Hanging Leg Raise 3 x 5

Hollow Rock 3 x 30 sec

Cool Down

Foam Roll & Stretch

Cool Down

Foam Roll & Stretch


** This program is intended as a guide only. You may need an individualised program for a more specific program to cater for your needs. For help with these exercises head to our YouTube channel for some demonstration videos**



Berryman N, Mujika I, Arvisais D, Roubeix M, Binet C and Bosquet L. Strength Training for Middle- and Long-Distance Performance: A Meta-Analysis, International Journal of Sports Physiology and Performance, 13, 1, (57) 2018

Salehzadeh K & Ghorbanzadeh B. Effects of Strength Training on Neuromuscular Coordination in Male Pool Players. Journal of Applied Environmental and Biological Sciences. 5. 1-1. 2015

Vikmoen O, Rønnestad BR, Ellefsen S, Raastad T. Heavy strength training improves running and cycling performance following prolonged submaximal work in well‐trained female athletes. Physiological Reports. 5(5) 2017

tiny gains
When it comes to your bank balance compound interest the greatest concept you have ever heard of. Imagine, earning extra money on the money you have earnt.

But there is a tangible outcome for this. You can actually see the numbers going up and increasing marginally day to day, week to week or month to month.

When it comes to your body and your health those improvements aren’t as tangible. You can’t see most of the improvements that happen on a day to day basis, you are living the change, so each day you wake up you just feel like you.

But if you were to wake up 6 months from now and everything just magically felt 10x better you would notice that difference right away.

Just because you don’t feel different to how you did yesterday doesn’t mean you aren’t a whole lot different to how you were 6 months ago.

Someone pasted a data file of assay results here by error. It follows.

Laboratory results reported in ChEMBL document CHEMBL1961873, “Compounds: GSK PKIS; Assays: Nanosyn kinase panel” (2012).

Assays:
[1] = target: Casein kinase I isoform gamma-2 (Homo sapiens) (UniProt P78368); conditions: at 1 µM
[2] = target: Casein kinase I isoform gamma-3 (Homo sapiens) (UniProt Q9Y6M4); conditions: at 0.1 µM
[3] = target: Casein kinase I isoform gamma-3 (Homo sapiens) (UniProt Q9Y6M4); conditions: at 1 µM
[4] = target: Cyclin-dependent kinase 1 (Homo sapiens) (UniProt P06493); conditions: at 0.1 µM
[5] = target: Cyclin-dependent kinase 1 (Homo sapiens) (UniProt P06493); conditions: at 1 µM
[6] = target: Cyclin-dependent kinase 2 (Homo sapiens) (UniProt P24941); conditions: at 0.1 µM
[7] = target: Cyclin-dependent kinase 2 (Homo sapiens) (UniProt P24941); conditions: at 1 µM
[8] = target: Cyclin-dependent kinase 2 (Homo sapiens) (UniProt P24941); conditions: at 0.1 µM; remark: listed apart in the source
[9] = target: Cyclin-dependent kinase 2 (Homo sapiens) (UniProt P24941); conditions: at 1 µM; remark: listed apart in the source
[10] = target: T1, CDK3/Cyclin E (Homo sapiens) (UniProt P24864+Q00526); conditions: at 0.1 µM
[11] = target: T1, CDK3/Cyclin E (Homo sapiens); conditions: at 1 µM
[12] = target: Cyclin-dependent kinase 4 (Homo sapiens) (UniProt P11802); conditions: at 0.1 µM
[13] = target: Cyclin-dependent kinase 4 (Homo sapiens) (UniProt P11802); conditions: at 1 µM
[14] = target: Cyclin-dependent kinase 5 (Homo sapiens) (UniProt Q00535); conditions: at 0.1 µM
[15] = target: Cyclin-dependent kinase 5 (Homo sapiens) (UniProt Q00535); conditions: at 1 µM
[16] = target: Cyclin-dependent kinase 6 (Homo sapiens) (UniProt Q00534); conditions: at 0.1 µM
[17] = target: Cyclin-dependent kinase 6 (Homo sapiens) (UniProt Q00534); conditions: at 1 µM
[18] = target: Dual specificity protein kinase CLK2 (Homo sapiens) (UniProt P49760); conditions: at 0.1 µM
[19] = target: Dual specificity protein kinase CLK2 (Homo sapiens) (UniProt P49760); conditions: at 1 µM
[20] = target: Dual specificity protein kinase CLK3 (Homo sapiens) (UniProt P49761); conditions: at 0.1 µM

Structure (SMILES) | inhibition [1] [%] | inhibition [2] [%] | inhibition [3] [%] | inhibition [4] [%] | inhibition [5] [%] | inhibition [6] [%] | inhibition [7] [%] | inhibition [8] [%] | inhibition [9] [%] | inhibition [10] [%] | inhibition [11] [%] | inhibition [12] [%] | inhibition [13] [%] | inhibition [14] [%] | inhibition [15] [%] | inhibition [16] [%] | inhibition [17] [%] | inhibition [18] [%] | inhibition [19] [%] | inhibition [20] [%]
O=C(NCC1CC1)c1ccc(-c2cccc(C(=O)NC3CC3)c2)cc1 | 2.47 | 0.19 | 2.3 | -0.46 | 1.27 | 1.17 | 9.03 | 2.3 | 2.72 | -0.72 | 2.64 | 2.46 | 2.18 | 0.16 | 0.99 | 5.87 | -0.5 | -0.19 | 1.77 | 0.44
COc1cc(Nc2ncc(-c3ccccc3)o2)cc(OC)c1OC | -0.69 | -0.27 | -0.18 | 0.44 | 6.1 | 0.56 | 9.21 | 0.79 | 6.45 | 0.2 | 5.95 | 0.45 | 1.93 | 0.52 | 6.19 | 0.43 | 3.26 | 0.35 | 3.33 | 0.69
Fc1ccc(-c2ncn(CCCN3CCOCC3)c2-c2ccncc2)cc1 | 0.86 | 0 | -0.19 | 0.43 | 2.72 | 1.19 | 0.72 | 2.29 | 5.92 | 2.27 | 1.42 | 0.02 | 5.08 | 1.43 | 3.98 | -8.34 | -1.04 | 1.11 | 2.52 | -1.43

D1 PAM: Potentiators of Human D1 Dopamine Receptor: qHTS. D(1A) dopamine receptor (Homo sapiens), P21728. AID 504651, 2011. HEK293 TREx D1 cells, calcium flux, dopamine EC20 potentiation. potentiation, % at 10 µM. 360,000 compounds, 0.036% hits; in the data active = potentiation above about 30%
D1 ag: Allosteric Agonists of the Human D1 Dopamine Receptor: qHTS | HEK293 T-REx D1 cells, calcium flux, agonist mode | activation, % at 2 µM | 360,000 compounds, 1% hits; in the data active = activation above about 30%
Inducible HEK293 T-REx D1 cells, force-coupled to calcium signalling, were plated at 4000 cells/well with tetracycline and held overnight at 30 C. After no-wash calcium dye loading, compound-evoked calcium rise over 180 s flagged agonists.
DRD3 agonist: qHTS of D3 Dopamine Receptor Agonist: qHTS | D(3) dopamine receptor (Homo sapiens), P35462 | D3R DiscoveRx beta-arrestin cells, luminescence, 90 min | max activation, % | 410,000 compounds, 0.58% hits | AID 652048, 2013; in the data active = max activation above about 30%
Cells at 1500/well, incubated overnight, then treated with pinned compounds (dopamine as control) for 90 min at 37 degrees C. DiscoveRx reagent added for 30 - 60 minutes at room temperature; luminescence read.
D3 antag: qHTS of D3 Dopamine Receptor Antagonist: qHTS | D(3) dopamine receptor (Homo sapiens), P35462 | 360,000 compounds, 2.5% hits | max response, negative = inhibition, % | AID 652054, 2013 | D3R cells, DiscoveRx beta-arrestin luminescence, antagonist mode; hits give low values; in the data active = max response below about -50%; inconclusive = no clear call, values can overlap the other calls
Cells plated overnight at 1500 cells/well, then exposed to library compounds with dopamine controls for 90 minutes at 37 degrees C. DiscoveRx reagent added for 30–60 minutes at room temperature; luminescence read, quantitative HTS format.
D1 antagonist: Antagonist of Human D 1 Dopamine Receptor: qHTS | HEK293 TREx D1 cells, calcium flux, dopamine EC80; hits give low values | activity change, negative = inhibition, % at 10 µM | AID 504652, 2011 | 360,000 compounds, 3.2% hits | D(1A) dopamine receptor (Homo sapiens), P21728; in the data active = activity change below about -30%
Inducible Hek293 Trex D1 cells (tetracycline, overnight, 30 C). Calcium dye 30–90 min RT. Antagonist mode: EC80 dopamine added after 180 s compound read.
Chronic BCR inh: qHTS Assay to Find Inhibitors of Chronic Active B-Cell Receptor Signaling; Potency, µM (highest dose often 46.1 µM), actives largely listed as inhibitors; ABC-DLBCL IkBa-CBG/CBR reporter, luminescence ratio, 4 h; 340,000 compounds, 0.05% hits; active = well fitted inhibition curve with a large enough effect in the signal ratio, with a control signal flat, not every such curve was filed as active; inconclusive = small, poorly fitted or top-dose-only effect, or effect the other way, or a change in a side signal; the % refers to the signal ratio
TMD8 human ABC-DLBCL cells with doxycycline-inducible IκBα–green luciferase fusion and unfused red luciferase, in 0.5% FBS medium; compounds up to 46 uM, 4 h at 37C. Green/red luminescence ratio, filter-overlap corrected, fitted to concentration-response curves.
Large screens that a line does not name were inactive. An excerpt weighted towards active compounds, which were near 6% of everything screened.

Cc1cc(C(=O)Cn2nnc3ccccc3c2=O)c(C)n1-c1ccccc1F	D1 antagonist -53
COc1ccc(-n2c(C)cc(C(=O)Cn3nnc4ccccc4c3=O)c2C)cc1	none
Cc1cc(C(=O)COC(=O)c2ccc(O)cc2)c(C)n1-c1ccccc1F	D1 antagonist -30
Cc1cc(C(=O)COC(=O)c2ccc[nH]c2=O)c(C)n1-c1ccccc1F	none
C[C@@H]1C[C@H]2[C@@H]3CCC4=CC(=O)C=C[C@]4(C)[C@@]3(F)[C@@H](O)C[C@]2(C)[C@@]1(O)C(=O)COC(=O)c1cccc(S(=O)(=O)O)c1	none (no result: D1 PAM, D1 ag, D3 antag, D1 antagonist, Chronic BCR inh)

If you want to be 10% better in 6 months time. Start by adding that extra 1% a day now. And in time the little things add up to make BIG differences.

Focus on making subtle changes every day.
- Do 1 more rep
- Go to bed 5 minutes earlier
- Eat 1 more fork of vegetables
- Stretch for 10 seconds more
- Walk 50m further
- Read 1 more minute
- Learn 1 more thing
- Ask 1 more question

You can never have enough variations of pulling exercises and this one is a ripper. The pendulum row allows you to work on not only stabilising through your hips, and abs but it is also a great way to add some dynamic resistance to your pull work.

We aim to add in a minimum of 1 pulling movement for every pressing movement we program.

This variation is exceptionally good as when you pull the pendulum up, the load will actually increase adding more resistance at the top of the movement. Similar to adding bands or chains to the load.

This type of dynamic resistance is often neglected for pulling movements but should definitely be implemented regularly.

This is great power exercise you can implement as a part of your accessory work or when equipments is limited.

It can be great to help develop speed and power in the first few steps of acceleration as well as teaching the athlete to generate power from the ground & hips for any throwing sports (baseball, cricket, javelin, boxing).

Start with your feet level and the ball in one hand, step forward with your opposite leg. Then driving through the rear foot launch the ball as hard as you can into the wall.

Repeat 5-8 times on each side.

Team sports often involve being able to produce power in different direction in a short period of time.

This sequence is perfect for getting the body used to generating and absorbing force repeatedly.

To get the most out of this you should still try to transition from one movement to the next as fast as possible while generating the maximum force possible.

So slam as hard as you can, throw as far as possible and accelerate as fast as you can.



The strongest of teams all have one thing in common, and its something that cannot be brought, given or forced. Only earnt.

TRUST... it can is defined as the 'firm belief in the reliability, truth, or ability of someone or something.'

Trust is the key component to any successful team, you need to be able to have the confidence that the people around you will not only have your back but are capable of doing the tasks they are supposed to, to allow you to effectively complete your responsibilities. There are always going to be situations where personalities clash, people may not get along but it is essential that they trust that everyone will hold up their end for the "machine" to keep working.

Just like a muscle in order for trust to be built it needs to be worked at regularly and when it is broken it can take a long time to repair.